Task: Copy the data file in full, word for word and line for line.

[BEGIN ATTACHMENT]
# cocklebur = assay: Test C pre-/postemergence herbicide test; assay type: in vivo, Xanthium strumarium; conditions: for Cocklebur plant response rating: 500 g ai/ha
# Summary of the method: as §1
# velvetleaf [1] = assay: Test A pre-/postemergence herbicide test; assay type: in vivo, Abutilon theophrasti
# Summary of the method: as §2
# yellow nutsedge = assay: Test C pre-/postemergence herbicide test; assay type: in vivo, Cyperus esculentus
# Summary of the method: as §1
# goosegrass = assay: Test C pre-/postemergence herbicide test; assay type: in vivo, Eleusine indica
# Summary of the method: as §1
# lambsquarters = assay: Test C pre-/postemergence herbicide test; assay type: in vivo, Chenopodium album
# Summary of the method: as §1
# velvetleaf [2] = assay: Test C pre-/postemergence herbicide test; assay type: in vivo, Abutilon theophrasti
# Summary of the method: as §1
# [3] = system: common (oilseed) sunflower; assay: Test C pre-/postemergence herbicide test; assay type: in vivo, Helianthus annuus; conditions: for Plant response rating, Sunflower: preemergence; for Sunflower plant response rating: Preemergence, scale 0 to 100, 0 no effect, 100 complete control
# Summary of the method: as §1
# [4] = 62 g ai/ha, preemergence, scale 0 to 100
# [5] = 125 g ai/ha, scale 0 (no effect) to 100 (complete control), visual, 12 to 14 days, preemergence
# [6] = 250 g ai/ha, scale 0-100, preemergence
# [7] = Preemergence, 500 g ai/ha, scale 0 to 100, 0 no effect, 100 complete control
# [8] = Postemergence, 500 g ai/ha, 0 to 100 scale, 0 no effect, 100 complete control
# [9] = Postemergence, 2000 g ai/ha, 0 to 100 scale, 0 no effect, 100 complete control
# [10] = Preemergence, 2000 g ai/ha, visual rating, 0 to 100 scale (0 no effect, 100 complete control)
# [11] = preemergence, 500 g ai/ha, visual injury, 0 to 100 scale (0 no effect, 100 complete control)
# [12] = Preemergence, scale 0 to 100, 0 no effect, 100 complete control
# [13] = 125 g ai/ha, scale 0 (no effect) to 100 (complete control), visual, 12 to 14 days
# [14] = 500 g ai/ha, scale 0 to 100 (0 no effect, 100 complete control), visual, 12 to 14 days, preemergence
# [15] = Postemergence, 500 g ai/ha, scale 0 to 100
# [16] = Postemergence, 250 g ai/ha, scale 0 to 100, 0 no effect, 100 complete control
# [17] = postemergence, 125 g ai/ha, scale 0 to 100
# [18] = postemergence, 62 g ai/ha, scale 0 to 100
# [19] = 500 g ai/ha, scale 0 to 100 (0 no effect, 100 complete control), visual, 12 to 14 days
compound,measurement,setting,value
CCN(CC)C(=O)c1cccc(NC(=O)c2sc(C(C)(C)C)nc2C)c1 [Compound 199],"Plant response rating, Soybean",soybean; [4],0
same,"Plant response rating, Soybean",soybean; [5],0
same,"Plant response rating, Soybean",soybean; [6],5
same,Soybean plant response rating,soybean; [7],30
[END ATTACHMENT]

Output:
# cocklebur = assay: Test C pre-/postemergence herbicide test; assay type: in vivo, Xanthium strumarium; conditions: for Cocklebur plant response rating: 500 g ai/ha
# Summary of the method: as §1
# velvetleaf [1] = assay: Test A pre-/postemergence herbicide test; assay type: in vivo, Abutilon theophrasti
# Summary of the method: as §2
# yellow nutsedge = assay: Test C pre-/postemergence herbicide test; assay type: in vivo, Cyperus esculentus
# Summary of the method: as §1
# goosegrass = assay: Test C pre-/postemergence herbicide test; assay type: in vivo, Eleusine indica
# Summary of the method: as §1
# lambsquarters = assay: Test C pre-/postemergence herbicide test; assay type: in vivo, Chenopodium album
# Summary of the method: as §1
# velvetleaf [2] = assay: Test C pre-/postemergence herbicide test; assay type: in vivo, Abutilon theophrasti
# Summary of the method: as §1
# [3] = system: common (oilseed) sunflower; assay: Test C pre-/postemergence herbicide test; assay type: in vivo, Helianthus annuus; conditions: for Plant response rating, Sunflower: preemergence; for Sunflower plant response rating: Preemergence, scale 0 to 100, 0 no effect, 100 complete control
# Summary of the method: as §1
# [4] = 62 g ai/ha, preemergence, scale 0 to 100
# [5] = 125 g ai/ha, scale 0 (no effect) to 100 (complete control), visual, 12 to 14 days, preemergence
# [6] = 250 g ai/ha, scale 0-100, preemergence
# [7] = Preemergence, 500 g ai/ha, scale 0 to 100, 0 no effect, 100 complete control
# [8] = Postemergence, 500 g ai/ha, 0 to 100 scale, 0 no effect, 100 complete control
# [9] = Postemergence, 2000 g ai/ha, 0 to 100 scale, 0 no effect, 100 complete control
# [10] = Preemergence, 2000 g ai/ha, visual rating, 0 to 100 scale (0 no effect, 100 complete control)
# [11] = preemergence, 500 g ai/ha, visual injury, 0 to 100 scale (0 no effect, 100 complete control)
# [12] = Preemergence, scale 0 to 100, 0 no effect, 100 complete control
# [13] = 125 g ai/ha, scale 0 (no effect) to 100 (complete control), visual, 12 to 14 days
# [14] = 500 g ai/ha, scale 0 to 100 (0 no effect, 100 complete control), visual, 12 to 14 days, preemergence
# [15] = Postemergence, 500 g ai/ha, scale 0 to 100
# [16] = Postemergence, 250 g ai/ha, scale 0 to 100, 0 no effect, 100 complete control
# [17] = postemergence, 125 g ai/ha, scale 0 to 100
# [18] = postemergence, 62 g ai/ha, scale 0 to 100
# [19] = 500 g ai/ha, scale 0 to 100 (0 no effect, 100 complete control), visual, 12 to 14 days
compound,measurement,setting,value
CCN(CC)C(=O)c1cccc(NC(=O)c2sc(C(C)(C)C)nc2C)c1 [Compound 199],"Plant response rating, Soybean",soybean; [4],0
same,"Plant response rating, Soybean",soybean; [5],0
same,"Plant response rating, Soybean",soybean; [6],5
same,Soybean plant response rating,soybean; [7],30